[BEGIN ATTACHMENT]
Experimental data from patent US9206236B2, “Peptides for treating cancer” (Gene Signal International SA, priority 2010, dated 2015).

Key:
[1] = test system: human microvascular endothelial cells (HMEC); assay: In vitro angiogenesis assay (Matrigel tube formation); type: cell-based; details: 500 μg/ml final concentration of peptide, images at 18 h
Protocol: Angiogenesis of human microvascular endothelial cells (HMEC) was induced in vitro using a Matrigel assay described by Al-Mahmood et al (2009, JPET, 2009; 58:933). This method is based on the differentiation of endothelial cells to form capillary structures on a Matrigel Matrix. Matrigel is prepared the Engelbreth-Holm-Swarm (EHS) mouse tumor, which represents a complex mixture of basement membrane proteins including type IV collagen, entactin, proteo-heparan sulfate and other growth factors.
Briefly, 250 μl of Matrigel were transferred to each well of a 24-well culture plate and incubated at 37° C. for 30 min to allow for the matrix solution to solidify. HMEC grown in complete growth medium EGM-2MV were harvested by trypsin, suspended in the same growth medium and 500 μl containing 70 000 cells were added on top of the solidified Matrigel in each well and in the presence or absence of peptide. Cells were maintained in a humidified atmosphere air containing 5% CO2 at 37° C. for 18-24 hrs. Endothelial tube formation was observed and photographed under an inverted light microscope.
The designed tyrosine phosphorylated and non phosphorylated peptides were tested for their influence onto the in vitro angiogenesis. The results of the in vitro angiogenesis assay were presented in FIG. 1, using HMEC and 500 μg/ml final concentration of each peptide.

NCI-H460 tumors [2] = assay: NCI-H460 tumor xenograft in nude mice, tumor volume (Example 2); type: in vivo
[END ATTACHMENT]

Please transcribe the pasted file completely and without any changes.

Experimental data from patent US9206236B2, “Peptides for treating cancer” (Gene Signal International SA, priority 2010, dated 2015).

Key:
[1] = test system: human microvascular endothelial cells (HMEC); assay: In vitro angiogenesis assay (Matrigel tube formation); type: cell-based; details: 500 μg/ml final concentration of peptide, images at 18 h
Protocol: Angiogenesis of human microvascular endothelial cells (HMEC) was induced in vitro using a Matrigel assay described by Al-Mahmood et al (2009, JPET, 2009; 58:933). This method is based on the differentiation of endothelial cells to form capillary structures on a Matrigel Matrix. Matrigel is prepared the Engelbreth-Holm-Swarm (EHS) mouse tumor, which represents a complex mixture of basement membrane proteins including type IV collagen, entactin, proteo-heparan sulfate and other growth factors.
Briefly, 250 μl of Matrigel were transferred to each well of a 24-well culture plate and incubated at 37° C. for 30 min to allow for the matrix solution to solidify. HMEC grown in complete growth medium EGM-2MV were harvested by trypsin, suspended in the same growth medium and 500 μl containing 70 000 cells were added on top of the solidified Matrigel in each well and in the presence or absence of peptide. Cells were maintained in a humidified atmosphere air containing 5% CO2 at 37° C. for 18-24 hrs. Endothelial tube formation was observed and photographed under an inverted light microscope.
The designed tyrosine phosphorylated and non phosphorylated peptides were tested for their influence onto the in vitro angiogenesis. The results of the in vitro angiogenesis assay were presented in FIG. 1, using HMEC and 500 μg/ml final concentration of each peptide.

NCI-H460 tumors [2] = assay: NCI-H460 tumor xenograft in nude mice, tumor volume (Example 2); type: in vivo